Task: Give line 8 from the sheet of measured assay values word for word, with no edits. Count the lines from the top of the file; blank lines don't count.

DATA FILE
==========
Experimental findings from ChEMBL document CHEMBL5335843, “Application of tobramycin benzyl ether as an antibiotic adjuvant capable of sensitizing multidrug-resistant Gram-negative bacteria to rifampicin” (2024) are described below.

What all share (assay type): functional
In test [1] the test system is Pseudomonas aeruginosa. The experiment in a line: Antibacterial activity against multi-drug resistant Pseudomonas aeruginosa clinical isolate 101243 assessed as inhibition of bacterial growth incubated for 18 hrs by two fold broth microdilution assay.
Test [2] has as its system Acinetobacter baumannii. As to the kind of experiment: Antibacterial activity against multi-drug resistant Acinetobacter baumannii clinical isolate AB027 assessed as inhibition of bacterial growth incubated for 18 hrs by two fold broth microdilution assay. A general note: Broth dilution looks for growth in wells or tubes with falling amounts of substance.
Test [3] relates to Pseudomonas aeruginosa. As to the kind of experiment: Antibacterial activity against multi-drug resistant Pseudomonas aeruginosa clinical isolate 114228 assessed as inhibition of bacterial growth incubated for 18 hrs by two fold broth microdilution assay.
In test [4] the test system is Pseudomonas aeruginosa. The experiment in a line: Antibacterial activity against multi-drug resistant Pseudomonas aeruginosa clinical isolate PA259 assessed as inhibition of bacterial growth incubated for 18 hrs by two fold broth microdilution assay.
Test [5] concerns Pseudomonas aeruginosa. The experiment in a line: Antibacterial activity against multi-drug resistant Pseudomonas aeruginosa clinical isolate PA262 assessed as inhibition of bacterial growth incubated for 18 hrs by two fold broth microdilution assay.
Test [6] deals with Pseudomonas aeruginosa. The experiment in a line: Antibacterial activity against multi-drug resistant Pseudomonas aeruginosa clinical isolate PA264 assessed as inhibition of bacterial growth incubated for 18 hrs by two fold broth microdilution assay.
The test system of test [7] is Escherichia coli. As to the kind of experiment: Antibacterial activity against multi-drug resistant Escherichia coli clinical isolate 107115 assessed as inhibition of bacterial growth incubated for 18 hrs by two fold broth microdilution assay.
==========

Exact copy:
Test [6] deals with Pseudomonas aeruginosa. The experiment in a line: Antibacterial activity against multi-drug resistant Pseudomonas aeruginosa clinical isolate PA264 assessed as inhibition of bacterial growth incubated for 18 hrs by two fold broth microdilution assay.